Monday, October 7, 2019

.NET Core: Tiered Compilation

A couple of days back during the .NET Conf, there were some major announcements along with the release of .NET Core 3.0. In this post, I am going to write about something which has been there for almost a year, wasn't available by default, but with .NET Core 3.0, it will be enabled by default. This feature is called Tiered Compilation.

Before moving into Tiered Compilation, let's have a quick recap of how .NET Compilation works. First, the code we have written using high-level languages (C#, F#, etc.) will be compiled into an exe or dll which contains CIL (Common Intermediate Language). And during the run-time, the methods are compiled into Native/Machine code. This is being carried out by JIT (Just-In-Time Compiler) and the process is known as jitting. Basically, whenever some method is being called, that method gets jitted and being stored. When this method is called next time, the method won't get jitted again, instead, it will be loaded from the memory. So all the methods in our code were compiled ONLY ONCE.

Let's just go by an example. Imagine you have this MethodA(), which will get called when you are starting your application. And it will get called throughout the life cycle of your application. JIT can do a very good optimization for your MethodA() based on a variety of algorithms. But that would make your application start slowly. On the other hand, JIT can use a simple algorithm and jit the method fast, so your application would start faster, but the generated code might not be properly optimized and the MethodA() will perform slow.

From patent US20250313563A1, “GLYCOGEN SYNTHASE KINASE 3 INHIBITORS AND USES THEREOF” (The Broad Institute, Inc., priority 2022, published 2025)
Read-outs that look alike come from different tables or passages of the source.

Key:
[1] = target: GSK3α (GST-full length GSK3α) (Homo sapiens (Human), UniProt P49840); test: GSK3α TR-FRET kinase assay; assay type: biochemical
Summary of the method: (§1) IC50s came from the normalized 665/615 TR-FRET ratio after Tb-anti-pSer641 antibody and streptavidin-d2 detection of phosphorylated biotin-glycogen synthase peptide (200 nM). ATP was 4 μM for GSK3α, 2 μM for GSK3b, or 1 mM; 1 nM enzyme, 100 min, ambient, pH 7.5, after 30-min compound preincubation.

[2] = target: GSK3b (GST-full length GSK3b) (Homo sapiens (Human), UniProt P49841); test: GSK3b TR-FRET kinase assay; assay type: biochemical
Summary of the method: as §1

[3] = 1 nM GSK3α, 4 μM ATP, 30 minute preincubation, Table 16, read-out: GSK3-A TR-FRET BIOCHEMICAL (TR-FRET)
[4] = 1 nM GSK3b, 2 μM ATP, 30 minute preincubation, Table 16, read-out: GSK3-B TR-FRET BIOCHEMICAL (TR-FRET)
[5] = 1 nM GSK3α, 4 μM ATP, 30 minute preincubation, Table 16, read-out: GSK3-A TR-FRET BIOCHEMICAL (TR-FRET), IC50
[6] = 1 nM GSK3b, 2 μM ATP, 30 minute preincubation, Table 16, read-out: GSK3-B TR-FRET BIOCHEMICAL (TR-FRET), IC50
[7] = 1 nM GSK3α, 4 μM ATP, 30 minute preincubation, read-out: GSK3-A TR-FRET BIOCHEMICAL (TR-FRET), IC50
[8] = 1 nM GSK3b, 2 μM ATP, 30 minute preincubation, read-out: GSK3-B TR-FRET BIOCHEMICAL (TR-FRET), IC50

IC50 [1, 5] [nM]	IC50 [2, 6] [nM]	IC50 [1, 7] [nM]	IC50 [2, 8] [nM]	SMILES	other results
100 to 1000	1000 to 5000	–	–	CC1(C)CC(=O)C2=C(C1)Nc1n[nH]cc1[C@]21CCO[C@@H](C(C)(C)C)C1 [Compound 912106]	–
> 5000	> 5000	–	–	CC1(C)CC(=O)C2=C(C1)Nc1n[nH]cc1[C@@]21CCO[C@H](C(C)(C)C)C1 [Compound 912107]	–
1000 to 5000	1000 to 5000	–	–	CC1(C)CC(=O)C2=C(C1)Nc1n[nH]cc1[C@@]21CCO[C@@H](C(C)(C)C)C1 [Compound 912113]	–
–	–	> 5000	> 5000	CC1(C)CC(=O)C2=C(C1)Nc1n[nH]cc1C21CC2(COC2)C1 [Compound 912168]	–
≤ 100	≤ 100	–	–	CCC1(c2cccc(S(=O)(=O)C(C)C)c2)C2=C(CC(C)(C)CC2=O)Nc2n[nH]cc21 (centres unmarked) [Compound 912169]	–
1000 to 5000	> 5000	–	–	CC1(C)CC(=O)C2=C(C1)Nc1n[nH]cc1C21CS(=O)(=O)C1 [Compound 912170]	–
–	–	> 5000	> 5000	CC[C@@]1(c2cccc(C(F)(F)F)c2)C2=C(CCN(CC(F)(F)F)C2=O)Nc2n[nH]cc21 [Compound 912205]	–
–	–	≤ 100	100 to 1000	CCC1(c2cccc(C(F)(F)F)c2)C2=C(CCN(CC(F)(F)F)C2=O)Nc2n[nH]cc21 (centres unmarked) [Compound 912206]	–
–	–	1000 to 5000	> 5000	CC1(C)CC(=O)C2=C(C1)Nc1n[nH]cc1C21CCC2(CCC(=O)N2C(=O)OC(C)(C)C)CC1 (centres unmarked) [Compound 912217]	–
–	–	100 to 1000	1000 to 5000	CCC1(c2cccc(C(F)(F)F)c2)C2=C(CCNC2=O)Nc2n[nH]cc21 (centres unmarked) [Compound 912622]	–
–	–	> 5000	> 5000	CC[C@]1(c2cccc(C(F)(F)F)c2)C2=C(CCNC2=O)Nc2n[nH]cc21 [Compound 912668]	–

Enter Tiered Compilation. With Tiered Compilation, based on the usage of a method, it can get jitted more than once and can be hot-swapped at runtime. So basically JIT can pick an approach to start the application fast, and then based on the usage of a method and if the method appears hot, it will compile the same method again to generate more efficient code and use it for future calls.

This is how the Tiered Compilation works. First Tiered Compilation breaks the code into 2 buckets.
  1. Code that is eligible for tiering
    1. Tier0
      • This is usually the less optimized code that is generated using minimal optimizations. That is when the method is first invoked, the Tier0 version generated.
    2. Tier1
      • This is whatever code the runtime thinks will run faster than Tier0. If any method appears hot, the runtime would jit the method again with a more optimized version and will replace Tier0.
  2. Code that is NOT eligible for tiering
    • Will be jitted as before Tiered Compilation was introduced
Tiered Compilation was added as an opt-in feature in .NET Core 2.1. But with .NET Core 3.0,  it is enabled by default.

To enable Quick JIT (Tier0 jitted code), update the .csproj as follows.
To disable Tiered compilation,  update the .csproj as follows.

More information:
   Tiered Compilation
   Tiered Compilation Guide

Happy Coding.


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